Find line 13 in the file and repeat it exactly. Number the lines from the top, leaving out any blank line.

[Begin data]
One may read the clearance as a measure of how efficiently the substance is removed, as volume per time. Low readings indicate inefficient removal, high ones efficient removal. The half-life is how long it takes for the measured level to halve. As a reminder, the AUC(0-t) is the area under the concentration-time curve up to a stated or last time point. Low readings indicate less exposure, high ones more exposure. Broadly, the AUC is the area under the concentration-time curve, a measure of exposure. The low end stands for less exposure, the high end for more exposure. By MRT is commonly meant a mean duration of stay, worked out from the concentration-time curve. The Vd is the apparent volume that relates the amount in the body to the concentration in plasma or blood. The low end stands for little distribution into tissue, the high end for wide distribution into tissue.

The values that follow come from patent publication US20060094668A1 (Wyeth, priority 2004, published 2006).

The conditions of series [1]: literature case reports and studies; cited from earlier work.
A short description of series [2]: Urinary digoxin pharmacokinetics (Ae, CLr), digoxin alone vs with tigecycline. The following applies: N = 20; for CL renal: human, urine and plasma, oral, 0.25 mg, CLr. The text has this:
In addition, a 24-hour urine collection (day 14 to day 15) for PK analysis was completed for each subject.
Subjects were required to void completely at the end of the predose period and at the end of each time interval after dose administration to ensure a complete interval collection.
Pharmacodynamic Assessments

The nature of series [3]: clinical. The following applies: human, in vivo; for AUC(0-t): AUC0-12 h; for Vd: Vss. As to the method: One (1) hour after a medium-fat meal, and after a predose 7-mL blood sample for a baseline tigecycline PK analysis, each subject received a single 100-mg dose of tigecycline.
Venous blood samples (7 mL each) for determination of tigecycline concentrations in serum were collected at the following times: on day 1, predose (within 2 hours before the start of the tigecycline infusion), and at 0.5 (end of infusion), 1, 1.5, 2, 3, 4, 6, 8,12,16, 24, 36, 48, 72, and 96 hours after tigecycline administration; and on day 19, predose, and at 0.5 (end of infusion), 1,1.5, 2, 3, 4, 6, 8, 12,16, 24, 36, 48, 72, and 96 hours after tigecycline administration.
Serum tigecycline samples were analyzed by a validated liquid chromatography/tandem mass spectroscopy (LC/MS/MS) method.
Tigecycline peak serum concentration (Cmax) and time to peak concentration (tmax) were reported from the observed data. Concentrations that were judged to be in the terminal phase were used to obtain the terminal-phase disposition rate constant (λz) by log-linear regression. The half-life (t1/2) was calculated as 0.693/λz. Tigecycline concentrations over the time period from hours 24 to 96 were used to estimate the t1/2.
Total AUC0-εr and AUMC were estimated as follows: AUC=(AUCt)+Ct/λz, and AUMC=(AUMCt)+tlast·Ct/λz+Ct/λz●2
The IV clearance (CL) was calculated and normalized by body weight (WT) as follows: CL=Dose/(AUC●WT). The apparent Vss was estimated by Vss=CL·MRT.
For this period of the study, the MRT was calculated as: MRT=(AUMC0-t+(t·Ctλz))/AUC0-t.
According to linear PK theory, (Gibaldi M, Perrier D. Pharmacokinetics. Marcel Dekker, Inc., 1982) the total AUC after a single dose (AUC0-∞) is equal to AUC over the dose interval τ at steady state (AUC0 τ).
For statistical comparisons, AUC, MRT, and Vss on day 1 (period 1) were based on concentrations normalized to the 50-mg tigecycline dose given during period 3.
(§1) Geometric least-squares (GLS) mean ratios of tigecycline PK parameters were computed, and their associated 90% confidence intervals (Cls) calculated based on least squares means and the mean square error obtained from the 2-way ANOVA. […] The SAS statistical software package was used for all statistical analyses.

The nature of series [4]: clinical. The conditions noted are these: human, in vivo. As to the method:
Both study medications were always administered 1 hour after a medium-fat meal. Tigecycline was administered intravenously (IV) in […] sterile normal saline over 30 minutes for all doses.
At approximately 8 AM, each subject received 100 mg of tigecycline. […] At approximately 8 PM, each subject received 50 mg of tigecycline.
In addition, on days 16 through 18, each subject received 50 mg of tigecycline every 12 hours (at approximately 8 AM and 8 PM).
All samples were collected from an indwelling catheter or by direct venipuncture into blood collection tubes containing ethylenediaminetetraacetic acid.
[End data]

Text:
The IV clearance (CL) was calculated and normalized by body weight (WT) as follows: CL=Dose/(AUC●WT). The apparent Vss was estimated by Vss=CL·MRT.